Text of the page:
Researchers from the Technical University of Munich, Germany, developed a gentle production method for probiotics, which they say will allow for use of a wider range of probiotic strains in foods and feed.
Currently, probiotic bacteria are mostly freeze-dried, though not all probiotic strains can withstand this production method. The production process developed by TCM researchers, called low temperature vacuum drying, runs under milder conditions and is also more environmentally friendly.
Researchers tested LTVD production three probiotic bacterial strains. Researchers first determined the optimal LTVD conditions and then, compared results with conventional freeze-drying, showing a higher survival rate among probiotic strains than conventional drying methods.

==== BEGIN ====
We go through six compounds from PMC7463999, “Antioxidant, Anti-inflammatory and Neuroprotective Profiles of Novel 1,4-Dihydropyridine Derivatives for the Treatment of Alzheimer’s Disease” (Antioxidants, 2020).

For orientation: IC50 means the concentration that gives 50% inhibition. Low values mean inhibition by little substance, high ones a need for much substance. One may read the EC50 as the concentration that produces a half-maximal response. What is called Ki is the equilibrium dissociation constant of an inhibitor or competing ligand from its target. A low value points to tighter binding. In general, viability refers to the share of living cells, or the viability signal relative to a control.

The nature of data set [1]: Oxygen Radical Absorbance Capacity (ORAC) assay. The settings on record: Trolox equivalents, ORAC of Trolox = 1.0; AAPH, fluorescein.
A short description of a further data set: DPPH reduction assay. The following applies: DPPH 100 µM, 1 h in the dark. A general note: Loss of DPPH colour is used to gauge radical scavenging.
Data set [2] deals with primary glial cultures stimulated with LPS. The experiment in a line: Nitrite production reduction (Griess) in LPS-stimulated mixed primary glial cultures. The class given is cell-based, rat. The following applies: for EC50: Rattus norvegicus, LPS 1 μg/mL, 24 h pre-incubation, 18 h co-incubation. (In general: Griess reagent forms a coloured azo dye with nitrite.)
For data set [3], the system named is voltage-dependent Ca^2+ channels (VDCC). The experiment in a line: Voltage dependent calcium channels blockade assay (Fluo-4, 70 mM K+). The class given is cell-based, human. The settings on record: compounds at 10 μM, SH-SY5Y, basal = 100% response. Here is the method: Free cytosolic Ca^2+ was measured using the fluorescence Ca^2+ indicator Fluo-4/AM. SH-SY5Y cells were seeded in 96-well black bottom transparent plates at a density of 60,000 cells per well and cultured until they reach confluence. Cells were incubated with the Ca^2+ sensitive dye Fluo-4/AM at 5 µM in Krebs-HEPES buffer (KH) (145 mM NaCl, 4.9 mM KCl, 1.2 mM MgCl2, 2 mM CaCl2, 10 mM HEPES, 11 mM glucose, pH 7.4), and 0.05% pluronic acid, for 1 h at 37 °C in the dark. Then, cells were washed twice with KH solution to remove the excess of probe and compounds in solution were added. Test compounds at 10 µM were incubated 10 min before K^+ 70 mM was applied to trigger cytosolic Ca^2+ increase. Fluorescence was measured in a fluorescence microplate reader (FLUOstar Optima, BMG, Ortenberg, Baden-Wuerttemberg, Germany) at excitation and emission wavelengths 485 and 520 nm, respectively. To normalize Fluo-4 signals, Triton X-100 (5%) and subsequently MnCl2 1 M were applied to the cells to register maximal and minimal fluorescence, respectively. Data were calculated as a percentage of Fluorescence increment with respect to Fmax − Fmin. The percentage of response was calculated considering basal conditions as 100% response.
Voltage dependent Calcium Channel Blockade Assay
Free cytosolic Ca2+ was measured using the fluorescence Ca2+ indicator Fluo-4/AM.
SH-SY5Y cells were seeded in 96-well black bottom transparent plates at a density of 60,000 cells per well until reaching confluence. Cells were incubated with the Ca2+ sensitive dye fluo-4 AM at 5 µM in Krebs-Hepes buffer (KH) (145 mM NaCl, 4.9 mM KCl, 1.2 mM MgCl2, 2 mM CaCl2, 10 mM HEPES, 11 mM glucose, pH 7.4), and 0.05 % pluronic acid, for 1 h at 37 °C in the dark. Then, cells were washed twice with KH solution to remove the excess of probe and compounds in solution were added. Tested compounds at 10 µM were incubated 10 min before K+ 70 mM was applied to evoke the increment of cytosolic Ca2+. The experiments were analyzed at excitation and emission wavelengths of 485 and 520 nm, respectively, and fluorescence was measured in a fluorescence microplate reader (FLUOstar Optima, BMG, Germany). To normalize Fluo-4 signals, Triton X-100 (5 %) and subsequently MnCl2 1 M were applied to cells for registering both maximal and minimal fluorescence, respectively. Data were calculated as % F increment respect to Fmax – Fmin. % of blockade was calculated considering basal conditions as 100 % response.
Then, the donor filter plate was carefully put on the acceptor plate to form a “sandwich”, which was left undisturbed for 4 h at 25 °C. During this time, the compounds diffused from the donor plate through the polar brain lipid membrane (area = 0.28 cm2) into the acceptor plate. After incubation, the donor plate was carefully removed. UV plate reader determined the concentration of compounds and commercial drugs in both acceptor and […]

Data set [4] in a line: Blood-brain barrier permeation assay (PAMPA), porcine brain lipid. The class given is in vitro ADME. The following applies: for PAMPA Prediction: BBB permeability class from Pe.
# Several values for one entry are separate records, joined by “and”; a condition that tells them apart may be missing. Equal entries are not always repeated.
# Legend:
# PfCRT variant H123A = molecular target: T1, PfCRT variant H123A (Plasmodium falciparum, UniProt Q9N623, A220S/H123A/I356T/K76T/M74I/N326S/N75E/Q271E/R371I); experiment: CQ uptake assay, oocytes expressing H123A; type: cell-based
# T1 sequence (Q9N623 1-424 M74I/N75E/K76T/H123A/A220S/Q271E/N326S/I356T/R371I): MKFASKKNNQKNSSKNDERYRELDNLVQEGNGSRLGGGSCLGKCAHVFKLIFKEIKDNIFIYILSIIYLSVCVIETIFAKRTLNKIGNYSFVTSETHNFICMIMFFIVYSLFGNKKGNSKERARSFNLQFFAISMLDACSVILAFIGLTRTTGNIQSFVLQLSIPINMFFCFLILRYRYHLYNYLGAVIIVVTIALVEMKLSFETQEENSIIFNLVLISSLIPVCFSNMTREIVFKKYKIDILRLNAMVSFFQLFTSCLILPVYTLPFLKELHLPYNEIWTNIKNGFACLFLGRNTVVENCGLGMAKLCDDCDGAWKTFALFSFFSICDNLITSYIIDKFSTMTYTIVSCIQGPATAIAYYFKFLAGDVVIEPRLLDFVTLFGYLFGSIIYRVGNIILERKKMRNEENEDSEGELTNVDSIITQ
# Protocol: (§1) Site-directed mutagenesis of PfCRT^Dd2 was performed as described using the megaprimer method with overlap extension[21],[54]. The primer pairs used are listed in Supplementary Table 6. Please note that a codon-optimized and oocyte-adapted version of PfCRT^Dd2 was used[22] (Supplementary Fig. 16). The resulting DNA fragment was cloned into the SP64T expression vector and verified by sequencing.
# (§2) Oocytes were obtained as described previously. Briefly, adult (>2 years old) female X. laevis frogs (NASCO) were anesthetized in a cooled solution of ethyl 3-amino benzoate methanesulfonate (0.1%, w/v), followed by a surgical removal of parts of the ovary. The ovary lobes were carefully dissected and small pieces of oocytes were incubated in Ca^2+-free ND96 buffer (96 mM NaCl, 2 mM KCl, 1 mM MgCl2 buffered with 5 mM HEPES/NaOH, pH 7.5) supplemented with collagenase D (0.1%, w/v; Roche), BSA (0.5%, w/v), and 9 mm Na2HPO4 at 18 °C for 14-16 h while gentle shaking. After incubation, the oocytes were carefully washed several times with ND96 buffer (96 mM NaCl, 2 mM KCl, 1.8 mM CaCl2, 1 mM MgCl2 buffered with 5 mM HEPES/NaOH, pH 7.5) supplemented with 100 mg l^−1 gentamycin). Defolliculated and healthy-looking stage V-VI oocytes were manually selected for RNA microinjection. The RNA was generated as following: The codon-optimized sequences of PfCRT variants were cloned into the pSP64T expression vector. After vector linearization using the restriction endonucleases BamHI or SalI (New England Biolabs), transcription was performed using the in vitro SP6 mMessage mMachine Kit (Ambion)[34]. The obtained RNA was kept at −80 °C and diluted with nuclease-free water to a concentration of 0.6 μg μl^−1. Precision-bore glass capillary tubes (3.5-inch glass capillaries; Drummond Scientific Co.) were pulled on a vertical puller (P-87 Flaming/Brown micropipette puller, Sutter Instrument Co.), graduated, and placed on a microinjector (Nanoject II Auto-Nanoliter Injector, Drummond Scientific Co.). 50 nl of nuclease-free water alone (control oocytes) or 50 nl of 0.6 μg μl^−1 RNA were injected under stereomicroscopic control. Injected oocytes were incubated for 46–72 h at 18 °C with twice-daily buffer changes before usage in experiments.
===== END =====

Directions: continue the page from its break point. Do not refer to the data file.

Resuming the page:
The LTVD production process holds the product in a liquid state because evaporation in a vacuum takes place at low temperatures. The LTVD production method requires 40% less energy in comparison to freeze-drying, researchers claim.
By Tim Wall
In 2020, pandemic driven demand alternative pet market, reducing owner preparation and diligence as people scramble to buy what puppies they could, without investigating the source, or even seeing the young dog.
By Debbie Phillips-Donaldson
Issues with pet food transportation have contributed to higher costs in supply chain disruptions.